Integral calculus
The definite and indefinite integrals The area between the graph of a function and the x-axis over a closed interval Properties of the definite integral
The area between the graph of a function and the x-axis over a closed interval
Geometric interpretation of the definite integral
Until now we assume that the integrand, the function that is integrated, to be nonnegative or  f(x) > 0 for all x in an interval [a, b].
Now suppose f(x) < 0 in the whole interval or in some of its parts then, the areas of regions between the graph of  f and the x-axis, which lie below or above the x-axis, differ in the sign of  f(x).  Therefore, the definite integral yields the algebraic sum of these areas taking regions below the x-axis negative, as show the figures above.
So, if the graph of  f looks as in the left figure above then hence the definite integral represents the algebraic sum of the areas above and below the x-axis.
Thus, as the right figure above shows, follows that as the area A2, lying under the arc of the sinusoid in the interval [p, 2p] is congruent to the area A1 in [0, p] but with opposite sign.
Properties of the definite integral
1)  The definite integral over interval of zero length
Since the definite integral we evaluate as the limit of Riemann sums, the basic properties of limits hold for integrals as well.
Thus, the limit of Riemann sums show the first property as the upper limit b tends to lower limit a, written b ® a.
2)  Reverse order of integration
By reversing the upper and lower limits of integration to b < a, that is, passing through the x-axis from a to b in opposite direction, each difference, x1 - ax2 - x1,  . . .  ,  b - xn - 1 of Riemann sums becomes
negative while function values, f(xi') can stay unchanged, therefore The definite integral changes sign if the limits of integration interchange.
3)  The constant multiple rule
Suppose  f(x) is integrable over the interval [a, b] and c is any real number, then c f(x) is integrable over [a, b] such that If integrand is multiplied by a constant, we can factor out the constant.
4)  The integral of the sum or difference of two functions
Suppose  f(x) and g(x) are integrable over the interval [a, b] then The integral of the sum or difference of two functions is the sum or difference of the integrals of each function.
5)  Internal addition of the definite integral
Suppose  f(x) is integrable over the interval [a, b] and c is a point inside the interval, i.e., a < c < b then, the additive property of the definite integral holds Let for example c lies outside the interval such that c < a < b, and assume f(x) is integrable over the interval [c, b] then, Therefore, the above rule holds for any arrangement of three points, a, b and c.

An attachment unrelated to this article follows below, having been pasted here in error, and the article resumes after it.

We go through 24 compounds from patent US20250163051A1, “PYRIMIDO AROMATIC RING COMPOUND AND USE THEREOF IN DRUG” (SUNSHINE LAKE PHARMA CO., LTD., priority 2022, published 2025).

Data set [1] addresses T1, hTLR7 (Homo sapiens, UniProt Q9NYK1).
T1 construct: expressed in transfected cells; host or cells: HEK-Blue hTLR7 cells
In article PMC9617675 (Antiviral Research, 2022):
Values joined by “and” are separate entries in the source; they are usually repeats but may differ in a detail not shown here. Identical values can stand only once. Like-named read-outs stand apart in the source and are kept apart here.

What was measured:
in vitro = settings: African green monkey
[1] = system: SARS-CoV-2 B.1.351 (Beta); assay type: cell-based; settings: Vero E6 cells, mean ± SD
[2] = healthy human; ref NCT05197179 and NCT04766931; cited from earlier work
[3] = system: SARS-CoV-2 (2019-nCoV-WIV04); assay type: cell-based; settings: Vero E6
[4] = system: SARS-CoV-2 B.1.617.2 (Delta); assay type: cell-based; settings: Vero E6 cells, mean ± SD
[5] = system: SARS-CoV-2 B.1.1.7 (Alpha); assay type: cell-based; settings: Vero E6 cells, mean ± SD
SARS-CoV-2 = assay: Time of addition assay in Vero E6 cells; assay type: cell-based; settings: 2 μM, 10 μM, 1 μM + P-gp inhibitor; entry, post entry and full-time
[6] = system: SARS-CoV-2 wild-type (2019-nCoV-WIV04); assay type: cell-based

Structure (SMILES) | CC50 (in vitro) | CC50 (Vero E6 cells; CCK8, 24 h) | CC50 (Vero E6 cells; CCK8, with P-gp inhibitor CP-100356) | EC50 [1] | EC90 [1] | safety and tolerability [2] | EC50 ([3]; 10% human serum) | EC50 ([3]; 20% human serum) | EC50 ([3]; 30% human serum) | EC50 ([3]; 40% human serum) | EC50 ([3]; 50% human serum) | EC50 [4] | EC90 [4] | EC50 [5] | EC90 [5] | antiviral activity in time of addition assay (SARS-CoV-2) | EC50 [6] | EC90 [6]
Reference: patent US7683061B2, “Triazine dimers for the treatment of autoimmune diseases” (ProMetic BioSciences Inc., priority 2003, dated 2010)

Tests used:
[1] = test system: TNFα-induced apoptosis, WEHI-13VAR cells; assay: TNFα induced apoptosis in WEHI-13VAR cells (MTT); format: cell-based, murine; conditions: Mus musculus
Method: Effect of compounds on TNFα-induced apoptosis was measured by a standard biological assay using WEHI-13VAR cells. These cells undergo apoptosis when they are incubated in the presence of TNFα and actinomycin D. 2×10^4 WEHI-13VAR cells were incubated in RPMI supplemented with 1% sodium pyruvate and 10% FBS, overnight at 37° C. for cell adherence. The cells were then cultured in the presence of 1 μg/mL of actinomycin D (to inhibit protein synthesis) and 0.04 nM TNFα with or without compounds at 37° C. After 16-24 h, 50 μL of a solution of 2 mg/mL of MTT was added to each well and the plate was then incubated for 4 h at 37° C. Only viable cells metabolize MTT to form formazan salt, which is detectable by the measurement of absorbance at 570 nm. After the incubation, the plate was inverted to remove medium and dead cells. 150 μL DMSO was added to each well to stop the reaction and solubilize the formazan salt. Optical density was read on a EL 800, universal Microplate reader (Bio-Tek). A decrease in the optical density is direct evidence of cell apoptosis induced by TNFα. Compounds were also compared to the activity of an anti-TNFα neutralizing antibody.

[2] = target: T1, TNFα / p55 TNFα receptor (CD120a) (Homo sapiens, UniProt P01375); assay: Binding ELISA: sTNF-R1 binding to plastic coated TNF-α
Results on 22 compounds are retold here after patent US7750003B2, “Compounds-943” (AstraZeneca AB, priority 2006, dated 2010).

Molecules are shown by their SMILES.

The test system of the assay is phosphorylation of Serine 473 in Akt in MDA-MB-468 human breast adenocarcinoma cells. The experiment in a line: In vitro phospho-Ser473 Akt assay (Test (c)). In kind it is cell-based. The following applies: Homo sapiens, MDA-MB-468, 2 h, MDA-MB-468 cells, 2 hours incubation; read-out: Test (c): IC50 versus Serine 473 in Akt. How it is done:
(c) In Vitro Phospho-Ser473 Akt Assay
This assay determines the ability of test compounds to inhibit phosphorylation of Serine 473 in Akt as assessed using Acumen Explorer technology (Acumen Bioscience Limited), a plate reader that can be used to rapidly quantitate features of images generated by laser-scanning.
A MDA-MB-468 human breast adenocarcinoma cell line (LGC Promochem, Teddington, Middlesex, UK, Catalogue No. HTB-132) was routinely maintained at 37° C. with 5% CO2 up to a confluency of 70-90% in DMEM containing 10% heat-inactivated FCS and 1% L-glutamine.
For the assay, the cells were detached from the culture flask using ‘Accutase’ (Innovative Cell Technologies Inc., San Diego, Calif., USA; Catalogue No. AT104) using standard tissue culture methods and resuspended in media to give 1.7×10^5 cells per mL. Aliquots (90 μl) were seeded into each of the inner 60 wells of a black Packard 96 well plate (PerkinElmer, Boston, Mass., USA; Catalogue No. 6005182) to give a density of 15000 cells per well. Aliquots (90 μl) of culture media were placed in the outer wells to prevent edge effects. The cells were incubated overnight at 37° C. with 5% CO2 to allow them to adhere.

6)  The definite integral of an odd function
If the integrand is an odd function  f (x) = - f (-x), the graph of which is symmetrical about the origin, with the interval of integration [- a, a], then 7)  The definite integral of an even function
If the integrand is an even function  f (x) = - f (x), the graph of which is symmetrical about the y-axis, with the interval of integration [- a, a], then 8)  The definite integral of a nonnegative and nonpositive functions
Suppose  f (x) is integrable over the interval [a, b] and  f (x) > 0 but not identically equal to zero, then If  f (x) is integrable over the interval [a, b] and  f (x) < 0 but not identically equal to zero, then 9)  Relationship of the definite integrals of two functions over the same interval of integration
Suppose  f (x) and g (x) are integrable over the interval [a, b] and  f (x) > g (x) for all x in [a, b], then 10)  Absolute integrability
Suppose  f is integrable over the interval [a, b], it can be shown that | f (x)| is also integrable on [a, b] Since,    - | f (x)| <  f (x) < | f (x)|, then what means the same as the above.
11)  The mean value theorem
Suppose f (x) is integrable over the interval [a, b] and m and M are minimal and maximal value of the function, that is m <  f (x) < for all x in [a, b], then Geometric meaning of the above inequality is that the area under the graph of f (x) over the interval [a, b] is contained inside the rectangles with the same base (b - a) and of the heights m and M.
 Since  f (x) is continuous in the interval [a, b] it takes at least one time each value between m and M inside the interval. Therefore, there is at least one value x inside the interval [a, b] such that meaning, there exists the rectangle with the base (b - a) and a height  f (x) whose area equals the area under the graph of f (x) over the interval [a, b].
12)  The average value of a function over the given interval
For a continuous function  f over an interval [a, b], the average value of  f (x) is defined as Thus, the average value of a function  f (x) over an interval [a, b] is equal to some value of the function between its minimal and maximal value inside the interval, as shows the above figure.   Calculus contents E